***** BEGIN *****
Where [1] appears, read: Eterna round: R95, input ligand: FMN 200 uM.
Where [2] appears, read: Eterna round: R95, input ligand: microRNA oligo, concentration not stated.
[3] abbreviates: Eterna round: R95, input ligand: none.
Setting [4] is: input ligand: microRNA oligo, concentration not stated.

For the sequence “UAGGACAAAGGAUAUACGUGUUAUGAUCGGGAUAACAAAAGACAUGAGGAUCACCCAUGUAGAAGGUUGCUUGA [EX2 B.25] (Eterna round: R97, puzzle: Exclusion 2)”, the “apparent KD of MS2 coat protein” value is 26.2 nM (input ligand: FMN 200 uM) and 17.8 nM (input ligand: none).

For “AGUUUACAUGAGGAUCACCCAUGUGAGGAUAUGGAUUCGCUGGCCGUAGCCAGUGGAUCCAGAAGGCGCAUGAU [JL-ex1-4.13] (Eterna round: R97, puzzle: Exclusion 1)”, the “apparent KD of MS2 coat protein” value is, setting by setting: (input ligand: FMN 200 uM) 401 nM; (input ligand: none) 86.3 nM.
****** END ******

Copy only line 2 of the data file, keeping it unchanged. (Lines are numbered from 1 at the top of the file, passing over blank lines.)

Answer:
Where [2] appears, read: Eterna round: R95, input ligand: microRNA oligo, concentration not stated.